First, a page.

The Other woman’s sphere: Nuns, prostitutes, and the medicalization of middle-class domesticity

Research output: Chapter in Book/Report/Conference proceedingChapter

Abstract

The difference between the Puritan woman and her antebellum counterpart, according to The Scarlet Letter, is the latter's surer sense of the "impropriety" attaching to her appearance in the public sphere. "The [Puritan] age had not so much refinement, that any sense of impropriety restrained the wearers of petticoat and farthingale from stepping forth into the public ways, and wedging their not insubstantial persons, if occasion were, into the throng [of public life] … Morally, as well as materially, there was a coarser fiber in those wives and maidens of old English force and breeding, than in their fair descendants, separated from them by a series of six or seven generations; for, throughout that chain of ancestry, every successive mother has transmitted to her child a fainter bloom, a more delicate and briefer beauty, and a slighter physical frame, if not a character ofless force and solidity than her own,!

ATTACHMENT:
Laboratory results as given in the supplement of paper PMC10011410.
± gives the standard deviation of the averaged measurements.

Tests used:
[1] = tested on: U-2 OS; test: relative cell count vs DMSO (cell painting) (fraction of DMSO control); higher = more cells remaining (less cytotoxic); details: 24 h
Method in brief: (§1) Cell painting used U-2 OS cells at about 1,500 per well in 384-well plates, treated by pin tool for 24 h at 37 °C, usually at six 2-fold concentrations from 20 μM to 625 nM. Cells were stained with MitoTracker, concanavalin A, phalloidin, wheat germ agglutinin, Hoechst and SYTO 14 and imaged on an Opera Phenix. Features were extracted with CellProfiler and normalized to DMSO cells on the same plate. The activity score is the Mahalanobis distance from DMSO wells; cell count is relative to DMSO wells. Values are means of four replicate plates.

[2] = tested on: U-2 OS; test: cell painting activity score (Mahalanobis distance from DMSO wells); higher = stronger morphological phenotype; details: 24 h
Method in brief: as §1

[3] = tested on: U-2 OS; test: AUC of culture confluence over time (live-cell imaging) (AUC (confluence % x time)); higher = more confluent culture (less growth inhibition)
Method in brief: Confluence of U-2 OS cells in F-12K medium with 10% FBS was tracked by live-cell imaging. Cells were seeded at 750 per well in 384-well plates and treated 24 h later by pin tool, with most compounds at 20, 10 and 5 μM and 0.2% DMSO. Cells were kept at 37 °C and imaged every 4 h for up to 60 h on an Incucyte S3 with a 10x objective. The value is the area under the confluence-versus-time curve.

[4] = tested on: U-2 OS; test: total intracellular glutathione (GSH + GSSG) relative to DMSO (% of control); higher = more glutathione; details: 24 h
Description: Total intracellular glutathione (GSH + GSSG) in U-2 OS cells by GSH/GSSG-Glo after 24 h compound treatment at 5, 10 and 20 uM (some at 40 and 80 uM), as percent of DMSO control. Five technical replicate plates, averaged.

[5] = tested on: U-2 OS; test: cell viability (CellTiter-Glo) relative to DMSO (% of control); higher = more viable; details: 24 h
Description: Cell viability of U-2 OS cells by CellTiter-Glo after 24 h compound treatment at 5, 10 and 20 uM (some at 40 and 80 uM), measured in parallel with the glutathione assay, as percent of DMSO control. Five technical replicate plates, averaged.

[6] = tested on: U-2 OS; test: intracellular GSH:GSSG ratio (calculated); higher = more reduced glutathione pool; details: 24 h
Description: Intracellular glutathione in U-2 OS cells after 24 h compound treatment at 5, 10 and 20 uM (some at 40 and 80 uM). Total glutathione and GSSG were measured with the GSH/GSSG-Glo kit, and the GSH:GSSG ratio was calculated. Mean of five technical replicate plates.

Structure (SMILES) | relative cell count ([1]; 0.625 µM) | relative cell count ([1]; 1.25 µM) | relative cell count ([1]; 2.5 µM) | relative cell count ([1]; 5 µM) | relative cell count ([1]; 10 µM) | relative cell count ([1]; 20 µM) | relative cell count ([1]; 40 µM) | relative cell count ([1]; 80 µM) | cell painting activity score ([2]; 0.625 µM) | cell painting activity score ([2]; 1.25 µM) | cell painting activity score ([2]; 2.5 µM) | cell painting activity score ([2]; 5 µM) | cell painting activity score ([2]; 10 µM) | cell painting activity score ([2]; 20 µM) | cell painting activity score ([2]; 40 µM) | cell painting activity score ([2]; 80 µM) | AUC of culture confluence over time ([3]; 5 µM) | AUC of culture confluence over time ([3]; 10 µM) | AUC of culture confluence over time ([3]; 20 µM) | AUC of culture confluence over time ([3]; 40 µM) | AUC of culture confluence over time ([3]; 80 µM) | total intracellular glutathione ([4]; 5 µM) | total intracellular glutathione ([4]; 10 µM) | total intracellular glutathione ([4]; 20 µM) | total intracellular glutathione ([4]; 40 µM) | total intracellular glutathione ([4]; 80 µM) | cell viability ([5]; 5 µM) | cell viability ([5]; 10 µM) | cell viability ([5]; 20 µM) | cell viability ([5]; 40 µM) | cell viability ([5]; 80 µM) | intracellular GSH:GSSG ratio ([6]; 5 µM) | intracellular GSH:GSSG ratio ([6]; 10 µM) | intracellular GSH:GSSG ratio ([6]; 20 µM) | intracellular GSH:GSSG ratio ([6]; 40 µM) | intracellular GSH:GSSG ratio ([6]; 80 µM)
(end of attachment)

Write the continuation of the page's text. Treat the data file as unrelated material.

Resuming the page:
Original languageEnglish (US)
Title of host publicationThe Puritan Origins of American Sex
Subtitle of host publicationReligion, Sexuality, and National Identity in American Literature
PublisherTaylor and Francis
Pages169-190
Number of pages22
ISBN (Electronic)9781136692291
ISBN (Print)9780415926393
DOIs
StatePublished - Jan 1 2014

ASJC Scopus subject areas

  • Arts and Humanities(all)

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    Fessenden, T. (2014). The Other woman’s sphere: Nuns, prostitutes, and the medicalization of middle-class domesticity. In The Puritan Origins of American Sex: Religion, Sexuality, and National Identity in American Literature (pp. 169-190). Taylor and Francis. https://doi.org/10.4324/9781315023083-16